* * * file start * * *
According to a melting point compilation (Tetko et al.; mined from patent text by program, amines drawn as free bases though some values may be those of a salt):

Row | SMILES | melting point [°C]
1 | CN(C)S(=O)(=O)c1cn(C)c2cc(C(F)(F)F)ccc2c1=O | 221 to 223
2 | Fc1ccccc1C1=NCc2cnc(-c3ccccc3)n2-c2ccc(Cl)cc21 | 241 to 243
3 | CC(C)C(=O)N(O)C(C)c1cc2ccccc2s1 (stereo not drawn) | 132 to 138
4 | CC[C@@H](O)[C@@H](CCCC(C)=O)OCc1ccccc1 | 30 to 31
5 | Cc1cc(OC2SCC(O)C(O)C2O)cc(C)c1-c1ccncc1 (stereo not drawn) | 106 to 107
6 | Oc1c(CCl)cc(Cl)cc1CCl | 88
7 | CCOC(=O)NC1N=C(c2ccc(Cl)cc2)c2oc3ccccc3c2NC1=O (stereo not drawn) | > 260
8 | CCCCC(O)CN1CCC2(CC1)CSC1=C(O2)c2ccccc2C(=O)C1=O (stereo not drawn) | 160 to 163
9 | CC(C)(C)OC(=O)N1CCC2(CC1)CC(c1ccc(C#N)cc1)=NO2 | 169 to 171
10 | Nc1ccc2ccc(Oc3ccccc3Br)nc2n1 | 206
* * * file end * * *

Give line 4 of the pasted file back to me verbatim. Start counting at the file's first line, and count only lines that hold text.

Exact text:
2 | Fc1ccccc1C1=NCc2cnc(-c3ccccc3)n2-c2ccc(Cl)cc21 | 241 to 243